Foster Parenting: the reluctant caregiver

I never chose to do this. I’m not one of those great people who seeks out ways to help others. I wish I were that person, but I’m not. My life revolves around my family and my church. I adore other people’s children as long as they don’t live with me. I’m most comfortable with my own children, and they usually make me proud. In fact, friends and neighbors tell me I’m spoiled by them. That’s why this was all so hard for me to swallow, but we did it anyway. Two and half years ago, we welcomed a teenaged stranger into our home, my husband with joy and seriousness, I with trepidation. But we both knew we had to take on this responsibility. The circumstances left us with no real option but doing what we knew was right.

It would be nice if I could say that this young woman changed my mind about foster parenting, that she has been a tremendous blessing to me and that I received more from having her than she has from being here. That is what the truly good people say, isn’t it? That it’s all more than worth it? I think of that book and movie The Blind Side?: “You’re changing that boy’s life.” “No, he’s changing mine.”

I just can’t say that because I’m not the selfless person I want to be. Actually, maybe I can say that. This entire experience has certainly changed my life. For instance, it has brought many questions to my mind that had never ocurred to me before. Why is it necessary to place cleaning supplies and medications at least five feet off the ground when my foster child is taller than five feet? How is it logical that I am allowed to have an open wine rack on the floor in the dining room but I can’t can’t have Windex in the kitchen cabinet? What do they want me to teach this child? Why do they offer us free stuff we don’t need but refuse to pay for braces? Why do we need a visit from the social worker every month and a visit from the psychologist every week? Why can’t I talk to her? Why doesn’t she appreciate us? Who is she? Yes, my life has changed. My bank account has changed. Everything has changed.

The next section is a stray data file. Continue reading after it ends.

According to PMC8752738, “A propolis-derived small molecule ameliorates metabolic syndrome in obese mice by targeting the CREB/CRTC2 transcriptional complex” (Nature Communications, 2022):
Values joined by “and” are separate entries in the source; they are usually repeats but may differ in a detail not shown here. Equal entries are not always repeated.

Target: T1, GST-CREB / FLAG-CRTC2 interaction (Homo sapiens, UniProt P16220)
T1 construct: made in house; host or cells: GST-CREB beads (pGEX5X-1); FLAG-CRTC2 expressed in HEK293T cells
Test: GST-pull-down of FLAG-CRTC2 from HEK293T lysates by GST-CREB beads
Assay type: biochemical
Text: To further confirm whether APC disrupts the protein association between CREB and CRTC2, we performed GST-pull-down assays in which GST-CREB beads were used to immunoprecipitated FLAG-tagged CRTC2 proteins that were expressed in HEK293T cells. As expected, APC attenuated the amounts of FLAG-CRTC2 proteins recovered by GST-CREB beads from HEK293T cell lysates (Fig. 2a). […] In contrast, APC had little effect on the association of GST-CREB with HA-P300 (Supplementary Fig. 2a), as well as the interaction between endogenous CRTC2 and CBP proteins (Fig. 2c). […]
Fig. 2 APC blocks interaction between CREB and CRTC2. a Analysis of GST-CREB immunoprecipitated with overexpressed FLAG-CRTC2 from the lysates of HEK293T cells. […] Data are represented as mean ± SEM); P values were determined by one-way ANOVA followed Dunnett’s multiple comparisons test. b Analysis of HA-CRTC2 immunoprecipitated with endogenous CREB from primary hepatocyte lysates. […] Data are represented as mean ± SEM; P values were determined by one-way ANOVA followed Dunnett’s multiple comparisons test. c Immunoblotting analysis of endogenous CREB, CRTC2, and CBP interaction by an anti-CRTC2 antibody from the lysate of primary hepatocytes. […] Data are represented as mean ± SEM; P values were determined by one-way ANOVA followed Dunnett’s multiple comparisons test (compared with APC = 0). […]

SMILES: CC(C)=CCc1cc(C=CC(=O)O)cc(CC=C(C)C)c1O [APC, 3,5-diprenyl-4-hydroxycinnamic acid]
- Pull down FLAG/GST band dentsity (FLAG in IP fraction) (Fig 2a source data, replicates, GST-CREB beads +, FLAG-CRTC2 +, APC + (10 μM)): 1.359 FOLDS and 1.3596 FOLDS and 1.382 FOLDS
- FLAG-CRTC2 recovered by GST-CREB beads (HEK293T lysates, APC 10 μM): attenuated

I must admit, however, that the experience hasn’t been as horrific as I’d expected. She really is a good kid, and I’m blessed that her difficulties are few and her strengths are many. She finally brought up her grades, landed a part-time job, and got her driver’s license. She has friends, and has not even once come home intoxicated or past curfew. She doesn’t smoke or use bad language or dress inappropriately. While the two of us may never be completely comfortable with each other, I am proud of her and she is maturing into a wonderful woman.

We have her only a few months more, and we need to prepare her for adult life, for college and roommates. She would like to stay here forever and not have to grow up, but the change is inevitable. Somehow, I know that if I push just the right amount, she will proceed in the right direction, overcome her fears, and have a great life.

Will I ever be a foster parent again? Probably not; maybe so. Either way, my reluctance is fading, I’m surviving, and I’m glad I was forced to do the right thing because I probably wouldn’t have done it on my own.

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